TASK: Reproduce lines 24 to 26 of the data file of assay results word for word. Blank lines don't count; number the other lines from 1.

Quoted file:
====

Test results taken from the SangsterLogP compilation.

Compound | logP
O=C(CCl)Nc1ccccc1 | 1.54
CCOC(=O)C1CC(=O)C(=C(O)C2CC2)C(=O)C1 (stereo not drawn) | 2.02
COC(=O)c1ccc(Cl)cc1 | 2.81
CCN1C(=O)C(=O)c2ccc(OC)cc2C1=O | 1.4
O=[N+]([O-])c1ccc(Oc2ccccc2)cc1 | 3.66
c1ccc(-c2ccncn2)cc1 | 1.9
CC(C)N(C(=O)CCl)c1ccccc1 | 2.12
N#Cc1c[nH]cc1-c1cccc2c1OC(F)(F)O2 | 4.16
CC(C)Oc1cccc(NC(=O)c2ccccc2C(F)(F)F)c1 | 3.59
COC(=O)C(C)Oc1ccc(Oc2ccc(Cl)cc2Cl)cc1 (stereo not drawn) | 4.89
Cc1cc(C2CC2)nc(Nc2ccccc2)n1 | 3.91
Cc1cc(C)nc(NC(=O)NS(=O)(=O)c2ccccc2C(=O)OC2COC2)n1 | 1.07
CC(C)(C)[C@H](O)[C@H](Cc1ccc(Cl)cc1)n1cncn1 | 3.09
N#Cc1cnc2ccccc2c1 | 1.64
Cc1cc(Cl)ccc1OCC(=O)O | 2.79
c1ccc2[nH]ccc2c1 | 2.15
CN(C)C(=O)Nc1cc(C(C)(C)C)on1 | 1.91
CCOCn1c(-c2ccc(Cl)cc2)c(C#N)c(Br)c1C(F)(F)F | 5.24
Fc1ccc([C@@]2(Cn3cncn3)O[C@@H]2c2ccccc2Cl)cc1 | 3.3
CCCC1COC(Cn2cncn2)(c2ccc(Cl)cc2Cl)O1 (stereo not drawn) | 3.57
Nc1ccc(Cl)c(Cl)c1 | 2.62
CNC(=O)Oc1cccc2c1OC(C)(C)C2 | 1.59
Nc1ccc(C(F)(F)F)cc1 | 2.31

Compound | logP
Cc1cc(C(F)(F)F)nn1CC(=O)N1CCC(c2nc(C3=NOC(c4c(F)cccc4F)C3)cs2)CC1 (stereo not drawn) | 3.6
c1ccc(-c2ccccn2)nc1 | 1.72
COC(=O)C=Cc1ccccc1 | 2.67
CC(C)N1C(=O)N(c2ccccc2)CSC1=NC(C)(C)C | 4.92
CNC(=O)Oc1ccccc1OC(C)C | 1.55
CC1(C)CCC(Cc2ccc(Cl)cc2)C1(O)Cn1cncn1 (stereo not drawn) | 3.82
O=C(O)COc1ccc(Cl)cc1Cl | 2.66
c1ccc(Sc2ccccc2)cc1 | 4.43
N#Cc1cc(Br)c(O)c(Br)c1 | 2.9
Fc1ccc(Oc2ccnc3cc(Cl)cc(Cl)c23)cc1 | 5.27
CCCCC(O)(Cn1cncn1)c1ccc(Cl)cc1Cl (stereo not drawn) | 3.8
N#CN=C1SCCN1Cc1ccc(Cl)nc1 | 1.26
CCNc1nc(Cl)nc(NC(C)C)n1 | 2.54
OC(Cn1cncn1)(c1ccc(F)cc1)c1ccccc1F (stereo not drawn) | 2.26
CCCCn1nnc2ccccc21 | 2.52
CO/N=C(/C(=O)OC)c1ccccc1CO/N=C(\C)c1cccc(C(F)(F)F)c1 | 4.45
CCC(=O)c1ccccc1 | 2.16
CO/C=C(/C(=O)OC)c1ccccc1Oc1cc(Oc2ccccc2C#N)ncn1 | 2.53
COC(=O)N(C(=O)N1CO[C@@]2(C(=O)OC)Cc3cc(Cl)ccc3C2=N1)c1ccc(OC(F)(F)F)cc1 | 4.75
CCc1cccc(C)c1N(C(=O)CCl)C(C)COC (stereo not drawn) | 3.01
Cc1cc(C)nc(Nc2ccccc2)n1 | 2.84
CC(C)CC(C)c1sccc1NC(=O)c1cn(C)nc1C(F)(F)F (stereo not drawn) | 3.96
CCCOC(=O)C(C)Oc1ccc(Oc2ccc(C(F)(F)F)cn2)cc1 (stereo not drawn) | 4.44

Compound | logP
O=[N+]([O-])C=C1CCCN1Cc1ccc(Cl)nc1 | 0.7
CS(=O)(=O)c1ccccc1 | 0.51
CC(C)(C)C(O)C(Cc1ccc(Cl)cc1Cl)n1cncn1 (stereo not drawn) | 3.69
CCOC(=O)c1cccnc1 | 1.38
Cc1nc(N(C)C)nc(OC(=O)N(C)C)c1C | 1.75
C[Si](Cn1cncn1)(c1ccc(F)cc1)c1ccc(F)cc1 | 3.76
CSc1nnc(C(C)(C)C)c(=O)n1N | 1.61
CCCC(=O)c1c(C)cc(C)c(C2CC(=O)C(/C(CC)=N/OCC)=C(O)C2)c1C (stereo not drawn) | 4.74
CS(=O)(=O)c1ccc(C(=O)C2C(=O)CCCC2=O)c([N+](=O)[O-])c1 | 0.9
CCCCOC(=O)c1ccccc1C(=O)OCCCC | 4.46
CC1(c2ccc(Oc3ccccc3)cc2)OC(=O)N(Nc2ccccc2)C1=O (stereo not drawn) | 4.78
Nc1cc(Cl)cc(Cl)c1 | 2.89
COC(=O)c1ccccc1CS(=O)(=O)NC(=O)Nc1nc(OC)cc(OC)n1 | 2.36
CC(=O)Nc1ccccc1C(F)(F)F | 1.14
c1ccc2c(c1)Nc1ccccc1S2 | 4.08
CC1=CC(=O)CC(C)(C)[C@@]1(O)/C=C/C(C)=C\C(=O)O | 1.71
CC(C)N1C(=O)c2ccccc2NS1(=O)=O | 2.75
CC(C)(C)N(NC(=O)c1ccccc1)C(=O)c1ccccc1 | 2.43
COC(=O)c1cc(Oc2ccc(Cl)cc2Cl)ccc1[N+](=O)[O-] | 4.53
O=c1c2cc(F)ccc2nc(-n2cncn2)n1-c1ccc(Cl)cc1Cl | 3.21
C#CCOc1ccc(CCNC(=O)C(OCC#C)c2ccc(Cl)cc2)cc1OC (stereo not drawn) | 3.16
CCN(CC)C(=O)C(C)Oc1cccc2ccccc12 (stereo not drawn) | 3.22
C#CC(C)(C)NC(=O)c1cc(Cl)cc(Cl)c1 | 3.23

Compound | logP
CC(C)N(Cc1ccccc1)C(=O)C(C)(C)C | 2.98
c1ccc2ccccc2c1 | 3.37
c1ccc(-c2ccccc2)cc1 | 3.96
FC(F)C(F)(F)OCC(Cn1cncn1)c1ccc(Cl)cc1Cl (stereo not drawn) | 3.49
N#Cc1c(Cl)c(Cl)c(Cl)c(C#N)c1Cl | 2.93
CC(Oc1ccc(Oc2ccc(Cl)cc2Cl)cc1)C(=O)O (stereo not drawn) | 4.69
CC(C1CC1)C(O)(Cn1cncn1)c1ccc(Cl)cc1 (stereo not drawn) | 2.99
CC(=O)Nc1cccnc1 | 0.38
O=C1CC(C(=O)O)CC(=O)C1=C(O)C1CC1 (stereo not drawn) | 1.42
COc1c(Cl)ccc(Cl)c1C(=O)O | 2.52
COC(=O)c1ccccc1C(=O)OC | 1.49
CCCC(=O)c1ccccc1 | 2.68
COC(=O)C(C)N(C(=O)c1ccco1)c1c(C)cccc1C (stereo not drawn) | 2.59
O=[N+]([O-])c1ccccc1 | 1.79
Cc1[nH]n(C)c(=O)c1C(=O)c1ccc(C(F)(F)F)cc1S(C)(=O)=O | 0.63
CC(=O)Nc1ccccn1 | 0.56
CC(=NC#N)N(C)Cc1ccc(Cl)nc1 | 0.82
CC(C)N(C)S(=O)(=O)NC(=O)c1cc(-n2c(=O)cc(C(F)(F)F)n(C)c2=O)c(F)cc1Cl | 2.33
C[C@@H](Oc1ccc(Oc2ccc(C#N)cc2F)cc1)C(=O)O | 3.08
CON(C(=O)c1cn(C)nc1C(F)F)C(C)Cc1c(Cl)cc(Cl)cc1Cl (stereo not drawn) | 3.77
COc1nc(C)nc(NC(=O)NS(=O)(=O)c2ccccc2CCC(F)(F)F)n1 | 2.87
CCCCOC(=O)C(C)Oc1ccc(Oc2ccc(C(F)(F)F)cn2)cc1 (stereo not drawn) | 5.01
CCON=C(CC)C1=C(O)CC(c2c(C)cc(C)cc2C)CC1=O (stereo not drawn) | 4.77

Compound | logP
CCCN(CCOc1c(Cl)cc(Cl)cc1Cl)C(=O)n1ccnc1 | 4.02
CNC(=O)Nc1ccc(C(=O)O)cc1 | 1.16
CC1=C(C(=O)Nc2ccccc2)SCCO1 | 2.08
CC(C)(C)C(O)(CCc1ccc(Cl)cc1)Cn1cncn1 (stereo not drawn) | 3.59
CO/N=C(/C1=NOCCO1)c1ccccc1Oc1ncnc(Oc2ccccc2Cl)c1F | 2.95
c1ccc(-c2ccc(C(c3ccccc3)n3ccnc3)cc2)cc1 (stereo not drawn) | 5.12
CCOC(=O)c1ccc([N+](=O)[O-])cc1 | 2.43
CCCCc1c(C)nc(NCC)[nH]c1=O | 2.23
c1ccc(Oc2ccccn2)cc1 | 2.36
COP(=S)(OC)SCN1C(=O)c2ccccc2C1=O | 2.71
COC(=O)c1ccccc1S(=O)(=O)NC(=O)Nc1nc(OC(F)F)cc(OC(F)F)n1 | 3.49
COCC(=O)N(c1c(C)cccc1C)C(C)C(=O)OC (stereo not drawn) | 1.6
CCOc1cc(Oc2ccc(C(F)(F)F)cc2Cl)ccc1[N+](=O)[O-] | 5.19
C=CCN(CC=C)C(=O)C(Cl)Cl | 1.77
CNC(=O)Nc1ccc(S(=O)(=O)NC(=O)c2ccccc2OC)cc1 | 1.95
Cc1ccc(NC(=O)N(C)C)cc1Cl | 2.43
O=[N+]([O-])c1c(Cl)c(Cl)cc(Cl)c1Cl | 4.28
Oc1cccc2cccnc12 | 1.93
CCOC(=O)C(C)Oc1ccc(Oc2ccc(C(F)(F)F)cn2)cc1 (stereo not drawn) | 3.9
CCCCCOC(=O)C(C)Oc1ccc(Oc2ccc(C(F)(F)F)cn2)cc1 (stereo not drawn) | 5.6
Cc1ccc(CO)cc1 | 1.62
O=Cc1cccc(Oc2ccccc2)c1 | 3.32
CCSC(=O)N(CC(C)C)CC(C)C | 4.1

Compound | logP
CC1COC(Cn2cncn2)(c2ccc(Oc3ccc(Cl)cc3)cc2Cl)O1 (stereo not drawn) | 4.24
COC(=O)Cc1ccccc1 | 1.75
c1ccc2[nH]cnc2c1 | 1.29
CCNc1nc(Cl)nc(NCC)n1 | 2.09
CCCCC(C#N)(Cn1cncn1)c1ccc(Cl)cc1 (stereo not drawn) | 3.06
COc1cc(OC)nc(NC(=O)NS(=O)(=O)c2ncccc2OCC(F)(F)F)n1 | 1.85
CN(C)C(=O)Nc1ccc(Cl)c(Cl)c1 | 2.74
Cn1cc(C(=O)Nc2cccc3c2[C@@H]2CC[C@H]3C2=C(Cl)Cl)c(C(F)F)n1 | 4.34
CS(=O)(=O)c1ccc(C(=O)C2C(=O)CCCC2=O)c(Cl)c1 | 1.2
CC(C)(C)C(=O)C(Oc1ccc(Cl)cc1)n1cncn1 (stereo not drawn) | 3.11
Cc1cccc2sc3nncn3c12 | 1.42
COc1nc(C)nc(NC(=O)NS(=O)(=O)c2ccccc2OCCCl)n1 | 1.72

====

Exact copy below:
CNC(=O)Oc1cccc2c1OC(C)(C)C2 | 1.59
Nc1ccc(C(F)(F)F)cc1 | 2.31

Compound | logP